Fire levy campaign: No threats, 'just reality'
Last fall, Powell resident Dave Moeslein saw a sign in his neighbor's yard urging residents to support a levy for the Liberty Township Fire Department on the November ballot.
Moeslein had heard about the issue, but he hadn't made up his mind yet, so he marched next door to ask his neighbor about it. In a few minutes, he was convinced.
"A lot of people didn't really understand what the levy was or how important it was," Moeslein said. "I was one of those people.
"I just needed to be educated," he said.
Regardless, that levy was voted down by a slim margin in November.
Like Moeslein, many township residents have said they didn't fully understand the implications of the vote -- and a group of community volunteers says it won't let that happen again.
Moeslein is one of about 30 residents who have banded together in a grass-roots campaign to pass an emergency levy on the Feb. 5 ballot.
The group meets weekly at the Liberty-Powell YMCA, 7798 Liberty Road N., where its members are crafting their message and a plan of action.
With just a few weeks left before Election Day, the group is about to kick off an educational campaign to help residents understand the consequences of another failed levy.
For Powell volunteer Becca Mount, it's easy to explain.
"A failed levy this time means no local fire or EMS services," Mount said. "That's not a threat; that's just reality."
This month, volunteers will take to the streets and the Internet to spread that message.
"We need people to understand that all the funding comes from the levy, and that having local fire and EMS means quick response times. Quick response times save lives," said township resident Jim Cirigliano, a group member who also serves as the township's assistant fiscal officer.
The volunteers said they'll be stationed in booths at local grocery stores and community events this month to help answer questions and pass out informational pamphlets.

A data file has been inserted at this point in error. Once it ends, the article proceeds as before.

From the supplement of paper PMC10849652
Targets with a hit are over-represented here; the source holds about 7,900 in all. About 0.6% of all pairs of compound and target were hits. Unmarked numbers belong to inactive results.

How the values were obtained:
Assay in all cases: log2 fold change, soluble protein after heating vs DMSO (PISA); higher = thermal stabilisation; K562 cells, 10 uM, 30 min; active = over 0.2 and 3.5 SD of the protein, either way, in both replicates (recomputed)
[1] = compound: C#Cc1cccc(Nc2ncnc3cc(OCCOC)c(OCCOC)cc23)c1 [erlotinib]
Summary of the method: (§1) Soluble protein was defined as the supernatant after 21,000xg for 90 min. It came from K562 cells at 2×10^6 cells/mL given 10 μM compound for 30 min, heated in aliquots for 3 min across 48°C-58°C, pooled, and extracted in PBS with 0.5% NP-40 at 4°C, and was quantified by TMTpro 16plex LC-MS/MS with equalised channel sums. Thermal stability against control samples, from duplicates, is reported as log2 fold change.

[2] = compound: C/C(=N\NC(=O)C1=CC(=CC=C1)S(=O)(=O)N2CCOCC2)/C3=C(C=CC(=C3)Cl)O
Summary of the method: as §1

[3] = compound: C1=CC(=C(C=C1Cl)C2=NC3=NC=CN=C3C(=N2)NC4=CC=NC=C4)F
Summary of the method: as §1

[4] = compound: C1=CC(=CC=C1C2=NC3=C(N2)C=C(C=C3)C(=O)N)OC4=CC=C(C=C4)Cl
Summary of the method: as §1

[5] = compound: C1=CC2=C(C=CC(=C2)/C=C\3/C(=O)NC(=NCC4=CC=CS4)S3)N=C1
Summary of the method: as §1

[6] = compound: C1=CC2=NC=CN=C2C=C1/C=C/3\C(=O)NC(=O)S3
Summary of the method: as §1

They launched a website, www.saveourservices. info, as well as accounts on Twitter and Facebook to spread the word online.
Several rounds of direct-mail literature will arrive in the mailboxes of most Powell and Liberty Township residents this month.
Weather permitting, volunteers will knock on as many doors as possible this month in their quest to save the fire department.
The fire levy is the township's only dedicated source of funding to pay for fire and emergency medical services.
The previous levy has expired. The township now is relying on reserve funds -- as well as savings from a handful of recent layoffs -- to carry the department through Election Day.
If the levy fails, the township will not have another chance to preserve services.
In that case, it's possible Delaware County EMS, which serves the whole county, could provide some medical services to the township, though the exact level of service is unknown and response times would almost certainly dip, officials said.
It's unclear how the township would receive any level of fire services at all if the levy fails.
Unlike the last levy, which was the subject of a divisive campaign, this one has the backing of every Liberty Township trustee and all members of Powell City Council.
Residents who want to vote early can request an absentee ballot from the Delaware County Board of Elections. Early in-person voting will be held from 8 a.m. to 4 p.m. weekdays through Jan. 25, and 8 a.m. to 6 p.m. Jan. 28 through Feb. 2 at the Delaware County Board of Developmental Disabilities, 149 E. Orange Road in Lewis Center.
Residents can learn more about the levy campaign, donate to the cause or get involved by going online to saveourservices. info or facebook.com/LibertyPowellFireLevy2013, or by attending a weekly meeting at 7:30 p.m. Thursdays at the YMCA.
The five-year, 5.6-mill levy would generate about $7 million annually for the fire department and cost homeowners about $171 annually per $100,000 in property value, starting in 2014.